I hold the artifact in my hand and say, “If this was in America, it would be in a museum.” He takes it from my hand and looks at it with more interest, then puts it in his pocket. Intrigued by the site, I ask if there was a village here at one time. He says a long time ago many people lived here.
When the Taliban took over the government in 1996, most of the artifacts in the Kabul Museum were destroyed, denying future generations of Afghans the opportunity to look proudly upon these reminders of their rich heritage. The world reacted with horror when the Bamyan Buddhas were dynamited and destroyed in March 2001 by the Taliban, after the government declared they were idols. The two monumental 6th century statues of standing Buddha, the largest in the world, were carved into the side of a cliff in the beautiful Bamyan valley. In one infamous day, 1500 years of history was lost, the serene gaze from the Buddhas faces obliterated by intolerant religious fanatics. The larger Buddha was painted carmine red. One day Dr. Najibullah brought me a piece of stone with faded red paint on it. He had found it in the gravel used to line the roads of the FOB. With a deep sadness on his face he says, “This comes from the Buddha. “ He holds it reverently in his hand, and then offers it to me. I thank him but say he must keep it. Dr. Najibullah worked at the Kabul Museum and was responsible for the saving of a few precious artifacts, hiding them from the Taliban. He nods his head and gently places it in his pocket.
As we continue our walk across the field we are approaching a cemetery. Afghan cemeteries are dotted with stone or wooden markers, with some of the taller plinths having a green or red piece of cloth waving in the breeze. A few may have a fence around the grave, but most of them have no more than a flat stone to mark the final resting place of a loved one. Brightly colored plastic flowers adorn some of the graves. The nearer we get to the cemetery, the more I sense an invisible, but palpable presence. It is so strong I stop, unable to go any nearer. The only times I have felt this sensation is when I have been at sacred Native American sites. The only way I can describe this feeling is to say there are still people “at home.”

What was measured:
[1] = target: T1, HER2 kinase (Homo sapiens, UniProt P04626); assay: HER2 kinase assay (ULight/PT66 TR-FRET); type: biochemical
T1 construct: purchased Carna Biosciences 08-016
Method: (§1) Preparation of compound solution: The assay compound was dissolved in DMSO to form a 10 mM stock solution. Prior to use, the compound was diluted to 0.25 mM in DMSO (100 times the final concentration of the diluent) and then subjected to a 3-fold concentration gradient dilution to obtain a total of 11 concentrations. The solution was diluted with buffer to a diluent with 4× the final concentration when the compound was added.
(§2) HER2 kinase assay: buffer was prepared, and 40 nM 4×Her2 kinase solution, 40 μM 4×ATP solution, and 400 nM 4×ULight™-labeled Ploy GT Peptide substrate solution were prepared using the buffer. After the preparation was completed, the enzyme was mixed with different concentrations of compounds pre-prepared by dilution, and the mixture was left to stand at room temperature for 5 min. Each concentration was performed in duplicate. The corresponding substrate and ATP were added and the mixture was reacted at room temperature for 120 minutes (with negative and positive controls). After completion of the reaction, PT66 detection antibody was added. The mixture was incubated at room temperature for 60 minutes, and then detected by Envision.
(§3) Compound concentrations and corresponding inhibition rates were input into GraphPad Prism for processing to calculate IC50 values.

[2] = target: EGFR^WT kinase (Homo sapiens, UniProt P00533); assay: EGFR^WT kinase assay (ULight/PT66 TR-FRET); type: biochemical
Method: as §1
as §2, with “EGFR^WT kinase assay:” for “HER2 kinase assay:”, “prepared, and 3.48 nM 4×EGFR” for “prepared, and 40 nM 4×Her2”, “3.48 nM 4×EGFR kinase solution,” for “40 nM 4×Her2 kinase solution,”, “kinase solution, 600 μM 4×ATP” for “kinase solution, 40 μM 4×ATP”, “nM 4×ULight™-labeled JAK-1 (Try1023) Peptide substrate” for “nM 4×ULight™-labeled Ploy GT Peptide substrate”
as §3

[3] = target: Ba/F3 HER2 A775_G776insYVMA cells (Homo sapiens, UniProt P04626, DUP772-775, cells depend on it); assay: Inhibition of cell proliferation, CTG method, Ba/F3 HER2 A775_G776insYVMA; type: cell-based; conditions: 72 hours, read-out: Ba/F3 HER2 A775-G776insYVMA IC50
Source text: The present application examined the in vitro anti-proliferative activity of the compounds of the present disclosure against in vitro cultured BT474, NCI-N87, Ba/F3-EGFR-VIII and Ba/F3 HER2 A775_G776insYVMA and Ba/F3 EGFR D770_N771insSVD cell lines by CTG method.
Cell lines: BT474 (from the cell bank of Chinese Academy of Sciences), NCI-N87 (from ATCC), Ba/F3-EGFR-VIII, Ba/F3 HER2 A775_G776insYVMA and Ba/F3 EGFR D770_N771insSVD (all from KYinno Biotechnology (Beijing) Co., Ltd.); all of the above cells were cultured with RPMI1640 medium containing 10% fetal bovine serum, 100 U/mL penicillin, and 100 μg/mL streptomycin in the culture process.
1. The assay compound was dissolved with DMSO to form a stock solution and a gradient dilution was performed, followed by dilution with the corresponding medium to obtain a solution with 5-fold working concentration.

One of the elders points across the field and says, “There used to be an old cemetery over there, many, many years ago. He tells me that soldiers under the British occupation looted the old cemetery, taking jewelry, pots, tools and other funereal items. I am saddened by this desecration of the final resting places of long dead Afghans. As we head back to the other side of the field I can almost see and hear the hum of activity of the vanished people who lived here so many years ago. I see the shadows of women cooking over fire pits and I hear the hiss of water as it boils over onto the hot stones surrounding the fire. The echoes of children’s voices at play and the baaing of sheep float in the air and I feel like if I turn my head quickly I can catch a glimpse of those who lived, loved, laughed and suffered here. Someone asks me a question and the ghosts of the long dead slip back to their ethereal existence and I am once again walking with my little delegation on the modern-day Afghan field.
We stop for a moment as the elders talk about the irrigation system. Two ANPs (Afghan National Police) have followed us all over the field in their ill-fitting blue-gray uniforms, armed with rifles. They have a small post at the edge of the farm, which consists of a hole dug in the dirt and covered with a dark green tarpaulin. A large shaggy guard dog has a little tent set up for him and he is lying underneath it asleep. Something is “off” about the ANP’s behavior. We have our own security, but I think maybe they are just curious about us. I notice them looking at my chest and for a moment I think they are being rude, but then I see they are trying to read my ID badge. I turn around and slip it down the neck of my tunic. They follow me so closely that when I stop suddenly they bump into my back.